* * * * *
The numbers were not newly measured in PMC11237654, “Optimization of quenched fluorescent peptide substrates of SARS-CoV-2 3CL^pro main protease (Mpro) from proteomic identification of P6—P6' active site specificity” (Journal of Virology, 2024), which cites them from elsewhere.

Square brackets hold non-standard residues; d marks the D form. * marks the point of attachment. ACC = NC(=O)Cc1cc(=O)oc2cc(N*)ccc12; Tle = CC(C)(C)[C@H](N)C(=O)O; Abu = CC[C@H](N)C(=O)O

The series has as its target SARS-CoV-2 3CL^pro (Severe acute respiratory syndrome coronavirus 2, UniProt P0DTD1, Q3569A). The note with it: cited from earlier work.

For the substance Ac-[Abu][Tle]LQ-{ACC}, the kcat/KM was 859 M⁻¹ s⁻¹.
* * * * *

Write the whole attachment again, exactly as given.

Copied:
The numbers were not newly measured in PMC11237654, “Optimization of quenched fluorescent peptide substrates of SARS-CoV-2 3CL^pro main protease (Mpro) from proteomic identification of P6—P6' active site specificity” (Journal of Virology, 2024), which cites them from elsewhere.

Square brackets hold non-standard residues; d marks the D form. * marks the point of attachment. ACC = NC(=O)Cc1cc(=O)oc2cc(N*)ccc12; Tle = CC(C)(C)[C@H](N)C(=O)O; Abu = CC[C@H](N)C(=O)O

The series has as its target SARS-CoV-2 3CL^pro (Severe acute respiratory syndrome coronavirus 2, UniProt P0DTD1, Q3569A). The note with it: cited from earlier work.

For the substance Ac-[Abu][Tle]LQ-{ACC}, the kcat/KM was 859 M⁻¹ s⁻¹.